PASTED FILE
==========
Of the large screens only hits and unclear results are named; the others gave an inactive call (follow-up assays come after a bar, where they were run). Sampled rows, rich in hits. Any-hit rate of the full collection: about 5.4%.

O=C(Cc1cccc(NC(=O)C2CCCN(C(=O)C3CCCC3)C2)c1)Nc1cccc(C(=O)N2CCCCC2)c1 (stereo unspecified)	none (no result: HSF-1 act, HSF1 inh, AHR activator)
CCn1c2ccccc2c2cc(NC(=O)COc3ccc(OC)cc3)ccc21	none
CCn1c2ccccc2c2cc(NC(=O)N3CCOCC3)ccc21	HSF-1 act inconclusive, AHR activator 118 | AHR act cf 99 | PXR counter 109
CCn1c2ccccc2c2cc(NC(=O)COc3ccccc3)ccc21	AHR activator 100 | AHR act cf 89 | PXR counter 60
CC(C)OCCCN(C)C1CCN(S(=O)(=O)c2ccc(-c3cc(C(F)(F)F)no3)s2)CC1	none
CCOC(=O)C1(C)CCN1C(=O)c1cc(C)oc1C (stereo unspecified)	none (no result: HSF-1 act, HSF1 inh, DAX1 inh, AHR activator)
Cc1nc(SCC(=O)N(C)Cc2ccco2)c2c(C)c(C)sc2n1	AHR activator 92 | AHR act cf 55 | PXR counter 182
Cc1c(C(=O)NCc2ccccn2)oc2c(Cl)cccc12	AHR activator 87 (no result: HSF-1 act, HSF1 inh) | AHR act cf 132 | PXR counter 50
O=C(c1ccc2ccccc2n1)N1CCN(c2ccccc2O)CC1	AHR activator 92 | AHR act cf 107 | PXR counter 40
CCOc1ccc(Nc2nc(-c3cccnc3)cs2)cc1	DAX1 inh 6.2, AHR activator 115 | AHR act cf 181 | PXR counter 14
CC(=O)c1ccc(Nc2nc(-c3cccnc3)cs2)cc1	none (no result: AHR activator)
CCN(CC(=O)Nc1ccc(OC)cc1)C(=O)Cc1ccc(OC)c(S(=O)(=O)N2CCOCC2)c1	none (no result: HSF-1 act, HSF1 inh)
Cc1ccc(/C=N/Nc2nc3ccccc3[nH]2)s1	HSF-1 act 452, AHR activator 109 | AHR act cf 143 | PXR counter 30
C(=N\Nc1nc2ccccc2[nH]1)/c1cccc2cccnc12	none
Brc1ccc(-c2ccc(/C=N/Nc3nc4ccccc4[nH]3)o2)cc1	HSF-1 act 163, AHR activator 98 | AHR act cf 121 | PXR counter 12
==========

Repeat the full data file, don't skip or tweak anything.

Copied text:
Of the large screens only hits and unclear results are named; the others gave an inactive call (follow-up assays come after a bar, where they were run). Sampled rows, rich in hits. Any-hit rate of the full collection: about 5.4%.

O=C(Cc1cccc(NC(=O)C2CCCN(C(=O)C3CCCC3)C2)c1)Nc1cccc(C(=O)N2CCCCC2)c1 (stereo unspecified)	none (no result: HSF-1 act, HSF1 inh, AHR activator)
CCn1c2ccccc2c2cc(NC(=O)COc3ccc(OC)cc3)ccc21	none
CCn1c2ccccc2c2cc(NC(=O)N3CCOCC3)ccc21	HSF-1 act inconclusive, AHR activator 118 | AHR act cf 99 | PXR counter 109
CCn1c2ccccc2c2cc(NC(=O)COc3ccccc3)ccc21	AHR activator 100 | AHR act cf 89 | PXR counter 60
CC(C)OCCCN(C)C1CCN(S(=O)(=O)c2ccc(-c3cc(C(F)(F)F)no3)s2)CC1	none
CCOC(=O)C1(C)CCN1C(=O)c1cc(C)oc1C (stereo unspecified)	none (no result: HSF-1 act, HSF1 inh, DAX1 inh, AHR activator)
Cc1nc(SCC(=O)N(C)Cc2ccco2)c2c(C)c(C)sc2n1	AHR activator 92 | AHR act cf 55 | PXR counter 182
Cc1c(C(=O)NCc2ccccn2)oc2c(Cl)cccc12	AHR activator 87 (no result: HSF-1 act, HSF1 inh) | AHR act cf 132 | PXR counter 50
O=C(c1ccc2ccccc2n1)N1CCN(c2ccccc2O)CC1	AHR activator 92 | AHR act cf 107 | PXR counter 40
CCOc1ccc(Nc2nc(-c3cccnc3)cs2)cc1	DAX1 inh 6.2, AHR activator 115 | AHR act cf 181 | PXR counter 14
CC(=O)c1ccc(Nc2nc(-c3cccnc3)cs2)cc1	none (no result: AHR activator)
CCN(CC(=O)Nc1ccc(OC)cc1)C(=O)Cc1ccc(OC)c(S(=O)(=O)N2CCOCC2)c1	none (no result: HSF-1 act, HSF1 inh)
Cc1ccc(/C=N/Nc2nc3ccccc3[nH]2)s1	HSF-1 act 452, AHR activator 109 | AHR act cf 143 | PXR counter 30
C(=N\Nc1nc2ccccc2[nH]1)/c1cccc2cccnc12	none
Brc1ccc(-c2ccc(/C=N/Nc3nc4ccccc4[nH]3)o2)cc1	HSF-1 act 163, AHR activator 98 | AHR act cf 121 | PXR counter 12